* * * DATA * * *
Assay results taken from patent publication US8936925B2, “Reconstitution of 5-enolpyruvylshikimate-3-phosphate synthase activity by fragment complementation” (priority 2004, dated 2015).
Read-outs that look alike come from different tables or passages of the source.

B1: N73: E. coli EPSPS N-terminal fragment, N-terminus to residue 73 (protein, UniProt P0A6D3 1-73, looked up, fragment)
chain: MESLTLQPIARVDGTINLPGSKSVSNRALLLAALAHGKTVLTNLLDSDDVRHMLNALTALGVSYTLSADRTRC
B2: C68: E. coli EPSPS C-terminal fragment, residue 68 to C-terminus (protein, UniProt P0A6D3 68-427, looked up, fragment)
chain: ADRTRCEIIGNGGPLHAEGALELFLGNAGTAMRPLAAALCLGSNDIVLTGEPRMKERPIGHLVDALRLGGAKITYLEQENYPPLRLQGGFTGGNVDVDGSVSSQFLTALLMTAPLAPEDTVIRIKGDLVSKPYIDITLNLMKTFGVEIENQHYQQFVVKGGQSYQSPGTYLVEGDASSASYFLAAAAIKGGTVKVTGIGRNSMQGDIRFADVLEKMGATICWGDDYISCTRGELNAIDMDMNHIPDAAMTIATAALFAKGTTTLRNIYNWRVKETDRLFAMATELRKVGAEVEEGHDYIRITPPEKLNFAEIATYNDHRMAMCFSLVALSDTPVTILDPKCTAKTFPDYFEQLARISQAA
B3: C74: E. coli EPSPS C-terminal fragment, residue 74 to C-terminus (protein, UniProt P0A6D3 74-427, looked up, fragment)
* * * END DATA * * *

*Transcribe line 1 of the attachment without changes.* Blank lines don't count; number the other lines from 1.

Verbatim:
Assay results taken from patent publication US8936925B2, “Reconstitution of 5-enolpyruvylshikimate-3-phosphate synthase activity by fragment complementation” (priority 2004, dated 2015).